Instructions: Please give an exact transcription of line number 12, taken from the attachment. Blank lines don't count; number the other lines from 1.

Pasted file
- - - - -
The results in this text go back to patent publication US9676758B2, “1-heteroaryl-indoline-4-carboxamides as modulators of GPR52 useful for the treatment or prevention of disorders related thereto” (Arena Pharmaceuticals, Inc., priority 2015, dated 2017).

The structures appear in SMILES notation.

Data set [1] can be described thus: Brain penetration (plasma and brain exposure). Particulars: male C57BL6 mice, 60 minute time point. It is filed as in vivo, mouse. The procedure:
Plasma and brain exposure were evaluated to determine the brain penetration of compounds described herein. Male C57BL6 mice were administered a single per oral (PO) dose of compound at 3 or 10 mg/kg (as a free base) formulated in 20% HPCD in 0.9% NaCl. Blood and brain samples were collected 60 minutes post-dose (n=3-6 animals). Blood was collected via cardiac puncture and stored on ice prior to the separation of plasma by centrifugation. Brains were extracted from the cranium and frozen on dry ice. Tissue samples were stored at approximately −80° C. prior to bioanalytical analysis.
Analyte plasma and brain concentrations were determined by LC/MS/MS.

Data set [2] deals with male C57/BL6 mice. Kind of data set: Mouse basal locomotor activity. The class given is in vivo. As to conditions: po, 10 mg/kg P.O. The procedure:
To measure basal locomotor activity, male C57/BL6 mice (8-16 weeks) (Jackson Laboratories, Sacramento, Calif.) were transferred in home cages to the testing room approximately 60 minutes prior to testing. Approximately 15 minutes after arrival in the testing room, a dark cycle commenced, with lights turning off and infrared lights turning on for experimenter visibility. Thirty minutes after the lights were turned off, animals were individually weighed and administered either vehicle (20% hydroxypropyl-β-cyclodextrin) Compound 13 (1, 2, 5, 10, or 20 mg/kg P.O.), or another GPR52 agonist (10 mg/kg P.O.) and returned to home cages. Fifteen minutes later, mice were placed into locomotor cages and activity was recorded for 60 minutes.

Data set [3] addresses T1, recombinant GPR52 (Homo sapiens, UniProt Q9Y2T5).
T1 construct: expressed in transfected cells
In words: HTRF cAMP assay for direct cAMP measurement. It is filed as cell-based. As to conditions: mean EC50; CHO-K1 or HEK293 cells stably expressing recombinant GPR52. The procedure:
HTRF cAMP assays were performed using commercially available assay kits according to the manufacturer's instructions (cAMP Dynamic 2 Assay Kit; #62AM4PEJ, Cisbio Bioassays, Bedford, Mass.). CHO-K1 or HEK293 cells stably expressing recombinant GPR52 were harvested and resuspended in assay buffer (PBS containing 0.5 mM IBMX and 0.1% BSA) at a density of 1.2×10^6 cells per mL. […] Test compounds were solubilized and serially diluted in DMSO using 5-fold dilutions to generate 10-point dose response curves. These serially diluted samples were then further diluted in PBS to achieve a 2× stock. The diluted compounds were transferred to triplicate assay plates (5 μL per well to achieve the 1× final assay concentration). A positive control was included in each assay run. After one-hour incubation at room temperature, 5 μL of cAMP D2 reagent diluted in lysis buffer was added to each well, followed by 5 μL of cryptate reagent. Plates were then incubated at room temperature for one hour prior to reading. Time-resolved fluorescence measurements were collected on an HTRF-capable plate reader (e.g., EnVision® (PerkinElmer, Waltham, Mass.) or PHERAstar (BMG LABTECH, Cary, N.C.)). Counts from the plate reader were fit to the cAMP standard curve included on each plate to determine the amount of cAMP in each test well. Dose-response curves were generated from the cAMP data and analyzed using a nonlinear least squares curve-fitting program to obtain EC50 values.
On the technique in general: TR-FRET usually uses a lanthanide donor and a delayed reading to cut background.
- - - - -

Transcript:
On the technique in general: TR-FRET usually uses a lanthanide donor and a delayed reading to cut background.